The South African Communist Party, at its congress in Boksburg, has honoured the London Recruits with its Special Recognition Award. The other Recruits chose Liberation member Ken Keable to go to the congress, as a guest, to accept the award on behalf of all the Recruits. Here is the text of his speech. A video of the occasion, including an introduction by Ronnie Kasrils can be viewed on www.londonrecruits.org.uk
Amandla! Comrade chair, distinguished guests, comrades!
I am pleased to be accompanied on this platform by two other Recruits: comrade Ian Beddowes, who worked undercover in three of the frontline states and now lives in Johannesburg where he works on the staff of the SACP; and comrade Bob Newland, who set off leaflet bombs in Johannesburg in 1971 and spent eight dangerous weeks in South Africa in 1972, preparing for the arrival of a detachment of MK fighters by sea in a ship which, unfortunately, had to abort the mission because of engine trouble.
I am delighted, also, that comrade Ronnie Kasrils is here with us. He sent most of us on our amazing, life-changing missions to South Africa or the front-line states and he holds a very special place in our hearts. Thank you, Ronnie!
After the Rivonia trial ended in 1964, with Nelson Mandela and other leaders jailed for life, almost all the other ANC members had to go into exile, to avoid arrest and torture.
Then they were faced with the problem: how were they to carry on their liberation struggle inside the country when they were outside?
They came up with a brilliant idea. They would recruit young, white internationalists, mainly in the London Area – people who had no personal connection with South Africa and were therefore not known to the racist regime. We could enter the country posing as tourists, business people or honeymoon couples, without arousing suspicion. The regime assumed all white people were racists like them – and that was a bad mistake.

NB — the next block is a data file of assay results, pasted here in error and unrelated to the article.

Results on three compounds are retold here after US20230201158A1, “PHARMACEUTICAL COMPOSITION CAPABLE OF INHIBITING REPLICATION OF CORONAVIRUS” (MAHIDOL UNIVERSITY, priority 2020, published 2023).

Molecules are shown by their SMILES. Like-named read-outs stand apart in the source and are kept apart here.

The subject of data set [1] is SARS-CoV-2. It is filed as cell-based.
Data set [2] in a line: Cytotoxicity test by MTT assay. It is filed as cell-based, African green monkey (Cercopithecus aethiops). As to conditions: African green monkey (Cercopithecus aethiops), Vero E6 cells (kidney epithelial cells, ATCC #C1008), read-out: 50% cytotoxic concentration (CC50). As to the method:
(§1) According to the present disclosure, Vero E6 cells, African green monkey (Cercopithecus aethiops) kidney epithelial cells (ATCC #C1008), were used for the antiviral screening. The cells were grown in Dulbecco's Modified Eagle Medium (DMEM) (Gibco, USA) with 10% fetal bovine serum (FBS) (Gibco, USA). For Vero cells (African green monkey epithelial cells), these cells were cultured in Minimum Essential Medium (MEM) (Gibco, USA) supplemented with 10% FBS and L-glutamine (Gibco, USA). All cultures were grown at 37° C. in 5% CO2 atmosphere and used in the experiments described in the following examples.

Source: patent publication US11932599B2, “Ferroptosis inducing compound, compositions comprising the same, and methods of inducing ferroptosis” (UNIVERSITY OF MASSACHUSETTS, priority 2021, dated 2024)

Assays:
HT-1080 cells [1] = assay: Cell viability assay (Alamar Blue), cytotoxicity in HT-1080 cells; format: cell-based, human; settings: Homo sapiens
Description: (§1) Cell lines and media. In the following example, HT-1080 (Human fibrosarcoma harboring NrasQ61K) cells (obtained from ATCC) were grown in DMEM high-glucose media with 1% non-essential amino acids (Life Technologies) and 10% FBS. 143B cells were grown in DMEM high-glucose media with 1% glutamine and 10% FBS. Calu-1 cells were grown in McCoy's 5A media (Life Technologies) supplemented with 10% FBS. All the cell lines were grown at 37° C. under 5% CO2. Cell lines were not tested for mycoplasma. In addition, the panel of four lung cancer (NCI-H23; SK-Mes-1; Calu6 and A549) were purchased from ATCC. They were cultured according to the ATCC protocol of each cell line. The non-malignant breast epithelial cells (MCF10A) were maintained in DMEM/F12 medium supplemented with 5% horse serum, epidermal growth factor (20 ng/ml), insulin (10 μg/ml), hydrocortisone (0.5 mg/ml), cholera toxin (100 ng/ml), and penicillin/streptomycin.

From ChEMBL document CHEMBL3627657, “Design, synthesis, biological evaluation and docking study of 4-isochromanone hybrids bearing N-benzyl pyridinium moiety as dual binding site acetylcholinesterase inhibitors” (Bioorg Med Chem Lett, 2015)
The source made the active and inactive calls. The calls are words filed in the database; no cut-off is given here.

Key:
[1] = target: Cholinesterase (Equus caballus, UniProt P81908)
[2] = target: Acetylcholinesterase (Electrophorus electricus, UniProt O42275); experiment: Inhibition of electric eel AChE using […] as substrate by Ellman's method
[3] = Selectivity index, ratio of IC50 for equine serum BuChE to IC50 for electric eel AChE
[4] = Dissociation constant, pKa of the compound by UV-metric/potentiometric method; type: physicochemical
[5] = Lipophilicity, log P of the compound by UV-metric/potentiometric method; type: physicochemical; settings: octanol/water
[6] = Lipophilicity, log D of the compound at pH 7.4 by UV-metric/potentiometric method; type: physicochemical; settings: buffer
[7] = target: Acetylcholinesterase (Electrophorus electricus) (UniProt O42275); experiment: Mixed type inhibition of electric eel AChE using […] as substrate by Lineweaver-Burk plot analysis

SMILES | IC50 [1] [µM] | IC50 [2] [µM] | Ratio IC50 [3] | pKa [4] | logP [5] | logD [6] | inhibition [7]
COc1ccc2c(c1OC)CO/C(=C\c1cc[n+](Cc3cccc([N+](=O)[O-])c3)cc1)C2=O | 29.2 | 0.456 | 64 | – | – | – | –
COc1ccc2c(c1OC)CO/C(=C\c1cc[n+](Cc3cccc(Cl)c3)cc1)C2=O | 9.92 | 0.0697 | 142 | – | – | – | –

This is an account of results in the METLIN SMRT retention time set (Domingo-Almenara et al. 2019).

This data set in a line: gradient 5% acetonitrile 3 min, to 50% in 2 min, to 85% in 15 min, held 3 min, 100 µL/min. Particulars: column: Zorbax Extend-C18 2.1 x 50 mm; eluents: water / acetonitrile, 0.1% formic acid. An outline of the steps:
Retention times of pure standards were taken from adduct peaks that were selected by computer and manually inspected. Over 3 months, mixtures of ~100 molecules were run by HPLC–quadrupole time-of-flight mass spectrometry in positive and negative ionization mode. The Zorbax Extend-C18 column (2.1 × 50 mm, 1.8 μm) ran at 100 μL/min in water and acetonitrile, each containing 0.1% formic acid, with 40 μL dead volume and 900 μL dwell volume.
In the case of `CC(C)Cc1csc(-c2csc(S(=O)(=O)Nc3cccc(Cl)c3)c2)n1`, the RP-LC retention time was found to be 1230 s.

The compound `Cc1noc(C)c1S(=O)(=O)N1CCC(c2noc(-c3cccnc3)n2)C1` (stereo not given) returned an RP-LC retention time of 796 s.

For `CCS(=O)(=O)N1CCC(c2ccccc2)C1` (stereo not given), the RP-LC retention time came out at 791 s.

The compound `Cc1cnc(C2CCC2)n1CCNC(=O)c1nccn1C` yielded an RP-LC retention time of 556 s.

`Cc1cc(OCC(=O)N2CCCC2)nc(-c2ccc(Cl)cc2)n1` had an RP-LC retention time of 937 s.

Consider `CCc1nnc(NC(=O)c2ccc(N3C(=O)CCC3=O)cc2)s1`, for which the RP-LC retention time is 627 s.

Some of the London Recruits were students at the London School of Economics, including several young Trotskyists belonging to the International Socialists. Some had no political label. However, the great majority of the Recruits were young workers belonging to the British Young Communist League or, in a few cases, the Communist Party. Most of our expenses were met by the Soviet Union. Some Recruits received training in the Soviet Union or Cuba.
In 2005 I began researching and editing the book, London Recruits – the secret war against apartheid that was published in 2012. When I began the book, I knew that there were other Recruits but I had very little knowledge of who they were, how many there were or what they did.
Each of us only knew our own little part of the story, and even that we had kept secret for decades because the habit of secrecy was so deeply ingrained. Besides, it seemed to belong to another era.I was amazed at what I found. Some smuggled large quantities of weapons into South Africa. Some did reconnaissance. Some helped MK fighters to enter the country. Some smuggled thousands of letters and packages into South Africa and put them in the post. However, the main activity was to set off leaflet bombs or other leaflet distribution devices, along with street broadcasts using amplified cassette players. We did that once a year every year from 1967 to 1971, each time hitting five cities simultaneously – Johannesburg, Port Elizabeth, Durban, East London and Cape Town. This hit the headlines and told the people that the ANC was not defeated. The leaflets also brought news and gave advice on how to conduct the struggle, and they brought hope.